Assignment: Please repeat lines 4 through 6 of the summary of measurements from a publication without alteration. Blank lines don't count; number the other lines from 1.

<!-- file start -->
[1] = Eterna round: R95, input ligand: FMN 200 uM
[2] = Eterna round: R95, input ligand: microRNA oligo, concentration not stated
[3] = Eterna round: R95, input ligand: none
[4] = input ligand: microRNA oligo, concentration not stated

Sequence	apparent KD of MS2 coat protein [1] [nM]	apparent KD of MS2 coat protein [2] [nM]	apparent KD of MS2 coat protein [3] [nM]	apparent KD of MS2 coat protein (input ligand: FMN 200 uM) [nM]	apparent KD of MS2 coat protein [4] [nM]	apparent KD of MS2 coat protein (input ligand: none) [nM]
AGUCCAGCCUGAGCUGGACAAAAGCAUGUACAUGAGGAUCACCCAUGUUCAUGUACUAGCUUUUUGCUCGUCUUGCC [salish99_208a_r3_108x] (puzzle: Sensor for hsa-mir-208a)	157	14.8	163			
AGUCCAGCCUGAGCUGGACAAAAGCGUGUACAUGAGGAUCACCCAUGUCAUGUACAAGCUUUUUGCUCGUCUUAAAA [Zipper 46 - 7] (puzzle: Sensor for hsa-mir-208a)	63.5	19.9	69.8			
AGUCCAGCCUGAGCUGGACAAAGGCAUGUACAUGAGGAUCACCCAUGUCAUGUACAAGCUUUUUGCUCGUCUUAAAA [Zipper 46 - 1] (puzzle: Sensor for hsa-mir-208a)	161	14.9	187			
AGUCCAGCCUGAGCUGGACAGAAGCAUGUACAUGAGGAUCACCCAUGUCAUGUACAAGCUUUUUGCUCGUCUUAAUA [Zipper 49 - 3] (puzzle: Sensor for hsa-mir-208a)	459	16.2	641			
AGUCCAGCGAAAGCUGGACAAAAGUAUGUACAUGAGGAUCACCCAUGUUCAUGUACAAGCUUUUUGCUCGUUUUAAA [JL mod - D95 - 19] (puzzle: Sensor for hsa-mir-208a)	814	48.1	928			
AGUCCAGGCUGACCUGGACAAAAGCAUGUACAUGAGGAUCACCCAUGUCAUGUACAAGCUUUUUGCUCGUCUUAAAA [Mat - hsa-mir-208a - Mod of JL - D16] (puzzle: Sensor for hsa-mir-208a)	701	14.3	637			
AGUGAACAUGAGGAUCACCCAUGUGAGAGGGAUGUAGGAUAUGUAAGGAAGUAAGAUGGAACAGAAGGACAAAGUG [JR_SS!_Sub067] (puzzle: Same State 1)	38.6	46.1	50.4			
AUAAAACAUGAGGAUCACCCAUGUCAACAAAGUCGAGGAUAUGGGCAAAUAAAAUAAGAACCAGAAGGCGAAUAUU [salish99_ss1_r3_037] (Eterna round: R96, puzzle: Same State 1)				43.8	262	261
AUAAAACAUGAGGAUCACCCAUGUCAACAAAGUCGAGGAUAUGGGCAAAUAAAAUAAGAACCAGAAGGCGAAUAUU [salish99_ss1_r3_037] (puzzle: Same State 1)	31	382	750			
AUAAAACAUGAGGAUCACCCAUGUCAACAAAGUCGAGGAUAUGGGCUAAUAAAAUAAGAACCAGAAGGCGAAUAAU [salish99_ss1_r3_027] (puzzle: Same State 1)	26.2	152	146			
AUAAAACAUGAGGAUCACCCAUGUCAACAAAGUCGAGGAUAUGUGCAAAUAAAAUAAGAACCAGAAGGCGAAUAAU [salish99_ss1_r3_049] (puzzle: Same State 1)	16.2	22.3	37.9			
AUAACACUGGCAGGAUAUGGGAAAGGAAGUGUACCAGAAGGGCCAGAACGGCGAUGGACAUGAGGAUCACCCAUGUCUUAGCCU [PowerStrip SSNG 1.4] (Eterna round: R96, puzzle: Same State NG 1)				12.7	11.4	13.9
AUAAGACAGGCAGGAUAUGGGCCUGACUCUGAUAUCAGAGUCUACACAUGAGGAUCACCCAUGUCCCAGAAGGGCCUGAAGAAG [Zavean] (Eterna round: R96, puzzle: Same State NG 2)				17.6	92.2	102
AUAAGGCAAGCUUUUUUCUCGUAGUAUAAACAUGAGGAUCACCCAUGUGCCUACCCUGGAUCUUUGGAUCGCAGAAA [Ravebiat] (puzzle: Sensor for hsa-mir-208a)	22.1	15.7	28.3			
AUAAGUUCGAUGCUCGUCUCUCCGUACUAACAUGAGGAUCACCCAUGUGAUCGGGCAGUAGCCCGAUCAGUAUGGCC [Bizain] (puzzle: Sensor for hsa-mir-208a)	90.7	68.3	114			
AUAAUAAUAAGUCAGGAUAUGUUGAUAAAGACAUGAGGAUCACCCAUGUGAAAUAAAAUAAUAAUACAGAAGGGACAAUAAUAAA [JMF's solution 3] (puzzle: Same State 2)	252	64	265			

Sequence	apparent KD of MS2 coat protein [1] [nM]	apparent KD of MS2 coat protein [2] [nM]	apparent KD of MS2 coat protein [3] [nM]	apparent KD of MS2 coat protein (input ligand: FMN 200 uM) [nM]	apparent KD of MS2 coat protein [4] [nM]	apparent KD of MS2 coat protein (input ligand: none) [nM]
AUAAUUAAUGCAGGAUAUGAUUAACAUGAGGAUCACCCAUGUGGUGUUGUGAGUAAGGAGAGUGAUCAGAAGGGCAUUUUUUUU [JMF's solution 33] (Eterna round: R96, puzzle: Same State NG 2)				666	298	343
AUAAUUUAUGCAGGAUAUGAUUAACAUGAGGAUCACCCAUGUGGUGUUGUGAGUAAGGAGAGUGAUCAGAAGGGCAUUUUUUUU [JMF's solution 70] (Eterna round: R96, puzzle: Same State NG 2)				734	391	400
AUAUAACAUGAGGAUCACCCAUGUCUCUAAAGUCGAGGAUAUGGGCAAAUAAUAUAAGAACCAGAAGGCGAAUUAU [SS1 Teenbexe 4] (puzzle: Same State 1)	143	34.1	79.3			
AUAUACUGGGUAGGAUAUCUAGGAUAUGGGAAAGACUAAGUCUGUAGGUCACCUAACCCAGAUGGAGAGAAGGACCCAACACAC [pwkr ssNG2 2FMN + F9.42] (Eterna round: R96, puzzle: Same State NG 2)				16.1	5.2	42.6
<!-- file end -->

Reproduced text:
[4] = input ligand: microRNA oligo, concentration not stated

Sequence	apparent KD of MS2 coat protein [1] [nM]	apparent KD of MS2 coat protein [2] [nM]	apparent KD of MS2 coat protein [3] [nM]	apparent KD of MS2 coat protein (input ligand: FMN 200 uM) [nM]	apparent KD of MS2 coat protein [4] [nM]	apparent KD of MS2 coat protein (input ligand: none) [nM]
AGUCCAGCCUGAGCUGGACAAAAGCAUGUACAUGAGGAUCACCCAUGUUCAUGUACUAGCUUUUUGCUCGUCUUGCC [salish99_208a_r3_108x] (puzzle: Sensor for hsa-mir-208a)	157	14.8	163			